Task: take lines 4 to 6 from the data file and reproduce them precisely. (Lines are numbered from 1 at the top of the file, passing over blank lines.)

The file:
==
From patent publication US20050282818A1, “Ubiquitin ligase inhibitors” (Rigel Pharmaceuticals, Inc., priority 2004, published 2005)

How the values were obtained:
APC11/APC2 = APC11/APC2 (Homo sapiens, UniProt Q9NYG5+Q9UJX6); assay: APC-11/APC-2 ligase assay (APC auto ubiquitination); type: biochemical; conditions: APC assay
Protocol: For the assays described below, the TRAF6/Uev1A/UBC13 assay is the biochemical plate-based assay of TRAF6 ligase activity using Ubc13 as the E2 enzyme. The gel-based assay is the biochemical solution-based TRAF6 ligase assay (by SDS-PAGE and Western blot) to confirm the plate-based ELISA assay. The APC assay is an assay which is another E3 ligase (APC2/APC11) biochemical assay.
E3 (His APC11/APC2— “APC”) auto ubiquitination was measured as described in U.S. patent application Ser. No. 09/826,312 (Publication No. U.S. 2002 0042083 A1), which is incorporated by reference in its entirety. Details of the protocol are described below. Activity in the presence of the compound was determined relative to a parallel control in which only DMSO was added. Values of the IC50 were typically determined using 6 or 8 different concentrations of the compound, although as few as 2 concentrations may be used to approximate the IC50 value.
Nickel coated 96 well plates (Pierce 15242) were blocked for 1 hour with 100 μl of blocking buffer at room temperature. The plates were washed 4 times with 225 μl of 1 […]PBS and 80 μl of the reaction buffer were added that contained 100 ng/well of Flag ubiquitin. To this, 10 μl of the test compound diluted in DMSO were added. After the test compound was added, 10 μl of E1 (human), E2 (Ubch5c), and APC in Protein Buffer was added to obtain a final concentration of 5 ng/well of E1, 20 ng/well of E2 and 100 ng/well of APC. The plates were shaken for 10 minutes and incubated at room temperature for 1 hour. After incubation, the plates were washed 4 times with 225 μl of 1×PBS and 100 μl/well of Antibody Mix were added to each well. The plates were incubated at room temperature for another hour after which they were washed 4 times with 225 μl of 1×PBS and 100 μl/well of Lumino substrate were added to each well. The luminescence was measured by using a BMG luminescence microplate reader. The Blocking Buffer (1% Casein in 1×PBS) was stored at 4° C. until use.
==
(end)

Protocol: For the assays described below, the TRAF6/Uev1A/UBC13 assay is the biochemical plate-based assay of TRAF6 ligase activity using Ubc13 as the E2 enzyme. The gel-based assay is the biochemical solution-based TRAF6 ligase assay (by SDS-PAGE and Western blot) to confirm the plate-based ELISA assay. The APC assay is an assay which is another E3 ligase (APC2/APC11) biochemical assay.
E3 (His APC11/APC2— “APC”) auto ubiquitination was measured as described in U.S. patent application Ser. No. 09/826,312 (Publication No. U.S. 2002 0042083 A1), which is incorporated by reference in its entirety. Details of the protocol are described below. Activity in the presence of the compound was determined relative to a parallel control in which only DMSO was added. Values of the IC50 were typically determined using 6 or 8 different concentrations of the compound, although as few as 2 concentrations may be used to approximate the IC50 value.
Nickel coated 96 well plates (Pierce 15242) were blocked for 1 hour with 100 μl of blocking buffer at room temperature. The plates were washed 4 times with 225 μl of 1 […]PBS and 80 μl of the reaction buffer were added that contained 100 ng/well of Flag ubiquitin. To this, 10 μl of the test compound diluted in DMSO were added. After the test compound was added, 10 μl of E1 (human), E2 (Ubch5c), and APC in Protein Buffer was added to obtain a final concentration of 5 ng/well of E1, 20 ng/well of E2 and 100 ng/well of APC. The plates were shaken for 10 minutes and incubated at room temperature for 1 hour. After incubation, the plates were washed 4 times with 225 μl of 1×PBS and 100 μl/well of Antibody Mix were added to each well. The plates were incubated at room temperature for another hour after which they were washed 4 times with 225 μl of 1×PBS and 100 μl/well of Lumino substrate were added to each well. The luminescence was measured by using a BMG luminescence microplate reader. The Blocking Buffer (1% Casein in 1×PBS) was stored at 4° C. until use.